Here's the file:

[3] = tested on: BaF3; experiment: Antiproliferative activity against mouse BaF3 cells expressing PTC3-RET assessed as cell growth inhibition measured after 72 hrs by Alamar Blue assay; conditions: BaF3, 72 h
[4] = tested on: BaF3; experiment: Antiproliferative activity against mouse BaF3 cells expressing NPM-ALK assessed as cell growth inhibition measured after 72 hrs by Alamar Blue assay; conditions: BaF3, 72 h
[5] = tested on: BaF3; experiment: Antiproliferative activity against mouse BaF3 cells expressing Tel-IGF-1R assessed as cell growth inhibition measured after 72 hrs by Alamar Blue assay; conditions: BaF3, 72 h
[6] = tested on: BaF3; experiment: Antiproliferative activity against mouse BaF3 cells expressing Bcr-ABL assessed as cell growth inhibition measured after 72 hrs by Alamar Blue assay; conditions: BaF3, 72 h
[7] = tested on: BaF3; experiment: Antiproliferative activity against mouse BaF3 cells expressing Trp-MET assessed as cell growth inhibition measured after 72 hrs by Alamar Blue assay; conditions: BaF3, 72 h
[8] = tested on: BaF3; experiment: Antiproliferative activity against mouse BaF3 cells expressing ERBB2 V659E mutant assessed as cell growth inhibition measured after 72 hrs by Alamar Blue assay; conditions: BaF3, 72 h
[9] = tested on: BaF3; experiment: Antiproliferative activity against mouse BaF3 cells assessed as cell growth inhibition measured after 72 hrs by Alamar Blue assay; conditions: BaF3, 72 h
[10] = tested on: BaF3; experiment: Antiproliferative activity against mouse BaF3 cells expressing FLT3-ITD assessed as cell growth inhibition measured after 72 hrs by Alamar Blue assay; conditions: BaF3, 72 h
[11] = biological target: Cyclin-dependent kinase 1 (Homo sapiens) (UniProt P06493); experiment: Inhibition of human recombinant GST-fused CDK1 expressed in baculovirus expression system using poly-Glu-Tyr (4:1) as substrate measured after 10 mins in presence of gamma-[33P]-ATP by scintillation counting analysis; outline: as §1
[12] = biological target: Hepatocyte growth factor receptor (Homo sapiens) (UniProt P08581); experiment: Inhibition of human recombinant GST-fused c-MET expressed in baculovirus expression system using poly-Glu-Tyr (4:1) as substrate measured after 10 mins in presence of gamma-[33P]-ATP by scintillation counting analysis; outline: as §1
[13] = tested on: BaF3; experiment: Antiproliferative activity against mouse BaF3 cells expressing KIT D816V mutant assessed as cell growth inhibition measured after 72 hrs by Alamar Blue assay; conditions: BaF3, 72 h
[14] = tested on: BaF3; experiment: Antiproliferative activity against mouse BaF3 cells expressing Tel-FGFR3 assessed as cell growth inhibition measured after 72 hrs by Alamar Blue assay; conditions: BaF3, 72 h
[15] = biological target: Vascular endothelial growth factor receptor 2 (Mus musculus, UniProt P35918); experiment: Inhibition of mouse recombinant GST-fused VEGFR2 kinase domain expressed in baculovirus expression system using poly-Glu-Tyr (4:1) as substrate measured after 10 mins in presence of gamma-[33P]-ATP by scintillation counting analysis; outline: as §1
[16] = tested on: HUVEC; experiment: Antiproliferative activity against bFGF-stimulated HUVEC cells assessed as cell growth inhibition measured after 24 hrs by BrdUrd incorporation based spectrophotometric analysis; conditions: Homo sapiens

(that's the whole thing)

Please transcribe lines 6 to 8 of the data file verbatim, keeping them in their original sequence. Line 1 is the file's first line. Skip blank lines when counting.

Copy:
[8] = tested on: BaF3; experiment: Antiproliferative activity against mouse BaF3 cells expressing ERBB2 V659E mutant assessed as cell growth inhibition measured after 72 hrs by Alamar Blue assay; conditions: BaF3, 72 h
[9] = tested on: BaF3; experiment: Antiproliferative activity against mouse BaF3 cells assessed as cell growth inhibition measured after 72 hrs by Alamar Blue assay; conditions: BaF3, 72 h
[10] = tested on: BaF3; experiment: Antiproliferative activity against mouse BaF3 cells expressing FLT3-ITD assessed as cell growth inhibition measured after 72 hrs by Alamar Blue assay; conditions: BaF3, 72 h